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Re: Nutrients

Jamie wrote:
> Thanks for the reply, Steve.
> Well...., I didn't want to bring it up, with the risk of being labeled a
> "bad" aquarist, but here it goes. My paludarium (frogs and newts) is usually
> passed up when weekly maintenance comes around, and here lately I had passed
> on it way too often. The hydrocotyle and riccia grow at exponential rates,
> all the time. No algae on the glass or on any of the plants. No algae
> eaters, not even MTSs. I hardly ever change any water and usually just top
> off any evaporation. On a whim the other day, I brought in a sample of my
> paludarium water. I ran PO4 and NO3 on it and was floored!!!!  (Embarassment
> setting in...) The PO4 was ~5ppm and the NO3 was ~250PPM! I about fainted.
> That's right, 250. The hydrocotyle (as you can imagine) is blooming every
> other node and the riccia is piling up.

So what else did I have lots of in my 90 gallon tank as well? Pennywort and
Riccia. Lots of blooms as well.
Don't worry about being a "bad" aquarist, we are all heretics pretty much
here:) Myself perhaps more than most:)

 So, I never expected anything of
> being out of whack.  There's always been a little earthy-smelling BGA on the
> wettest rocks (above water), but never any below the water's surface. Now,
> two weeks later, NO3 is ~25ppm and the PO4 is ~0.5-1.0ppm. All my little
> creatures are in fine shape and eating like lions. That's the problem,
> though. I feed the frogs and newts nightcrawlers and crickets from the bait
> store, but only once or twice a week.  Shamefully, I will keep a better eye
> on the tank.
> I have a weak solution of potassium phosphate monobasic, and I usually dose
> about 0.050ppm every two weeks or so. I was scared to use it more often or
> to use more, since I already had some spot algae. I thought it would only
> increase the algae population. More nutrients=more algae. I guess it
> couldn't hurt to try. I'll observe any changes over the next few weeks and
> report back and findings: good (hopefully) or bad. I keep K levels around
> 20-30ppm, so PO4 is all I'm lacking. Honestly speaking Steve, this is my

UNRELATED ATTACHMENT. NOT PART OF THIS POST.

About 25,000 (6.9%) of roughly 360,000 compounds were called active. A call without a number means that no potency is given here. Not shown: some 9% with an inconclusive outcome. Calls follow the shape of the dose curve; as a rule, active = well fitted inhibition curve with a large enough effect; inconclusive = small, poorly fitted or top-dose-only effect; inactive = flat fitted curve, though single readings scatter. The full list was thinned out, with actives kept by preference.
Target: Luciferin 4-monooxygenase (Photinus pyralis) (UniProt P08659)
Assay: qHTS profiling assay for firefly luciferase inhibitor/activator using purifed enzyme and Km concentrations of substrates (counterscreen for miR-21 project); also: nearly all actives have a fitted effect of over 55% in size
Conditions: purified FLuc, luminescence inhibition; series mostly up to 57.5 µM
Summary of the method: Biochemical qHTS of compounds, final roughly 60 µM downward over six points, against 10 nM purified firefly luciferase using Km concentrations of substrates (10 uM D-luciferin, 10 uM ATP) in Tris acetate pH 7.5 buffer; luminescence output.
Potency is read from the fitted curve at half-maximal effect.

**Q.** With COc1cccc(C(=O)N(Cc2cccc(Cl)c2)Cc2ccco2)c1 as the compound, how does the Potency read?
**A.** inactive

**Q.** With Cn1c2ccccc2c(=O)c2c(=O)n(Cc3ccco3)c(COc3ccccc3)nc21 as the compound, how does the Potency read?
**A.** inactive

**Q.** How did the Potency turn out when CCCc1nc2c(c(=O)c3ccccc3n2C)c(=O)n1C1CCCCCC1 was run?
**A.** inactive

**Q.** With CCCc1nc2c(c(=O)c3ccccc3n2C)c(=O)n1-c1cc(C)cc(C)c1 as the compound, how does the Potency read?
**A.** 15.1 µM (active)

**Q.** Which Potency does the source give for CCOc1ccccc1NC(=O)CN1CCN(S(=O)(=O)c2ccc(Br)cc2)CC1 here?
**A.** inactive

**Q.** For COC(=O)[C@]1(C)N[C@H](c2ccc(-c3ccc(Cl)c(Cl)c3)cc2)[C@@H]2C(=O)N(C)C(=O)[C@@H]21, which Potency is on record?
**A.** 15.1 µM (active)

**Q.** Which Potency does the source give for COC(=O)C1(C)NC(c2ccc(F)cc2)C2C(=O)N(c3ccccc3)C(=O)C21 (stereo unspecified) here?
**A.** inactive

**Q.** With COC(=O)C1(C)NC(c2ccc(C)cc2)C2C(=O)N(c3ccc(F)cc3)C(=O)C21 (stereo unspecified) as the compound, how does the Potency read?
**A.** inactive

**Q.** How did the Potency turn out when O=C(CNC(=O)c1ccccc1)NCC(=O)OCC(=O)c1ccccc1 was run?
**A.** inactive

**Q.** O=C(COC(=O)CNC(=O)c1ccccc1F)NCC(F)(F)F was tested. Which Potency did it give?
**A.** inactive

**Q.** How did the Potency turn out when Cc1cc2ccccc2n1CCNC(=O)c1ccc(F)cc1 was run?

> only PO4-limited aquarium. EVER! I've always fought to keep PO4 levels down,
> I've done it for years and years. Adding PO4 now is like sticking my hand in
> the fire. It just doesn't feel right ;-)...

Plant filters, I have a hunch will remove the PO4's as well. Either more
lighting/CO2 or get the plants above the water somehow. I think certain
plants will remove PO4's better than others but a general fast grower should
be fairly equal with another. Pennywort is a good example from Jamie's, my
tank and in nature(Abott's Lagoon, Pt Reyes-note all the dairy farms right
next to it). The 90 gallon tank had a 200-300 leaf pennywort top along the
back. Quite similar to Jamie's froggy tank.

The Green spot has stayed off my leaves and is only slightly on my glass so
far. No problem ...yet. PO4 is 0. I'm feeding lots(overfeeding) so both my N
and P levels will seem low even though there's a fair amount being added
daily. Food may provide the needed amount in many cases as with all the
nightcrawlers, crickets etc that Jamie fed to his tank. Adding the PO4 can
be another way but as Claus also pointed out the PO4 was sucked out fast,
within hours indicating that testing an amount may only be when there's
enough in excess to get a reading and how long after the food or the
chemical was added. When the plants are not "starved" for PO4 it seems that